A couple of weeks ago, I spoke with a friend of mine who works for the NFL on what the outcome of the lockout was going to be. It was something that I was hesitant to bring up; for me, all a lockout would have meant was not watching the Jets on Sundays. For him, though, a lockout means no work, no mortgage payment and other serious consequences for his young family. I was surprised at how relaxed he was about it, though.
“The players and the owners can go back in forth with this nonsense all they want,” he told me knowingly. “Hell, they can do it all summer, right up until the day before the first preseason game. Every one close knows what priorities they will and will not bend and a deal will fall together quickly. This is just a show they put on for themselves. Don’t worry.”
Brinkmanship has been an age-old bargaining tactic in politics, war, business and labor. By definition, it is the practice of pushing things to the verge of disaster in order to achieve the most advantageous outcome for oneself. Brinkmanship ended when President Obama and Speaker Boehner made their respective prime time speeches barely a week before the nation would go into default. At that point, both parties knew what was going to be on the table and what was not. The president knew that new revenues were not going to be in whatever legislation secured a raised debt ceiling, just as the Speaker knew that there would have to be cuts in defense spending. Yet, the president squandered his opportunity to reassure the country and instead used it to bash the rich. Boehner puffed up his chest and played to his base as well during the press conference. This is where brinkmanship turned into needless posturing.
Congress knew it would strike a deal, just as the NFL knew that it would strike a deal. But after everyone had extracted all they could, they still stomped around and did not sign on to anything until the last minute. This causes people without behind-the-scenes knowledge to worry, and it is a shameful act of selfishness. There is no place for this in any industry, be it government, sport, business or any group of civilized people.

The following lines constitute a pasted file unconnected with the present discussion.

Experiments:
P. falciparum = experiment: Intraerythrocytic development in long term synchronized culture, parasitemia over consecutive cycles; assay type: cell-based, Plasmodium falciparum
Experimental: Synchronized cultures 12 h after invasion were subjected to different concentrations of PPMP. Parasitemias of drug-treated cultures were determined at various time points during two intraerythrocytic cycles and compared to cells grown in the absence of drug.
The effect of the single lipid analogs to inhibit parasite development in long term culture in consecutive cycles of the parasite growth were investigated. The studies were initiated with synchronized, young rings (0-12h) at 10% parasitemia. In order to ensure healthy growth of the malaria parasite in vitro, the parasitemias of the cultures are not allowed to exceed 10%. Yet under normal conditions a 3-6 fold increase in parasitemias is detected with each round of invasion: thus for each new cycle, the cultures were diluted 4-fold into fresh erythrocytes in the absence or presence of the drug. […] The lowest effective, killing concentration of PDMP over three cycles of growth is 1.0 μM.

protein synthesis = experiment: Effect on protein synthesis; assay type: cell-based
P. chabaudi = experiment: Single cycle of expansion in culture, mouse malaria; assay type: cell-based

President Obama, after signing the bill, took one last jab at Congress by saying that “Voters may have chosen divided government, but they sure didn’t vote for dysfunctional government.” His statement is flawed for myriad reasons. Harry Reid could have raised the debt ceiling when Democrats were in control of the Senate. Instead, he made a gross political miscalculation by putting it off and trying to use it as a tool to make Republicans look bad, so you can’t blame Republicans for not playing into his hands. There was nothing about this process that was dysfunctional except from when the brinkmanship ended and the posturing began.
Rather than dysfunction I see a vibrant display of democratic principles at work. The Tea Party, love them or hate them, have made their elected politicians beholden to them. That, in and of itself, is refreshing to see. The debate that raged over the summer also did a lot of good by making this obviously less-than-perfect bill better than it could have been.
One potential inclusion into the bill that I am elated did not make it in is the balanced budget amendment. When serious debate about raising the deficit ceiling began I was a huge proponent of the balanced budget amendment. It sounded logical, prudent and well thought out. I remember thinking to myself that I needed to balance my checkbook, so why can’t the government balance its own? Alas, my checkbook is not (yet) the most powerful economy in the world. The more I looked at the balanced budget amendment, the more I realized it only looked good on paper. Kind of like communism, or the NY Mets.
I like to think the life and health insurance industry would feel the same way about the balanced budget amendment in the event of a truly industry-gutting catastrophe, like a global pandemic. Life and health insurers would have to deal with potentially capital-depleting, reinsurance-depleting results as they wrangle with a problem bigger than can be reasonably prepared for by private industry. In such a case, it would not be impossible for the industry to require government help to meet its obligations. Were there a balanced budget amendment constraining such help, however, people’s healthcare and life policies might be in sudden jeopardy. The balanced budget amendment does not take into consideration the disastrous uncertainties that require emergency funding (the basis for all insurance, really). I am glad to see it go.
As I write this, I am sure that I will have many discussions with friends and colleagues who will disagree with some of the positions that I have taken. What I hope will not happen is that after we discuss, deliberate and disagree, perhaps even to the point of brinkmanship, that we do not forget the reason for talking this over in the first place: to reach an accord.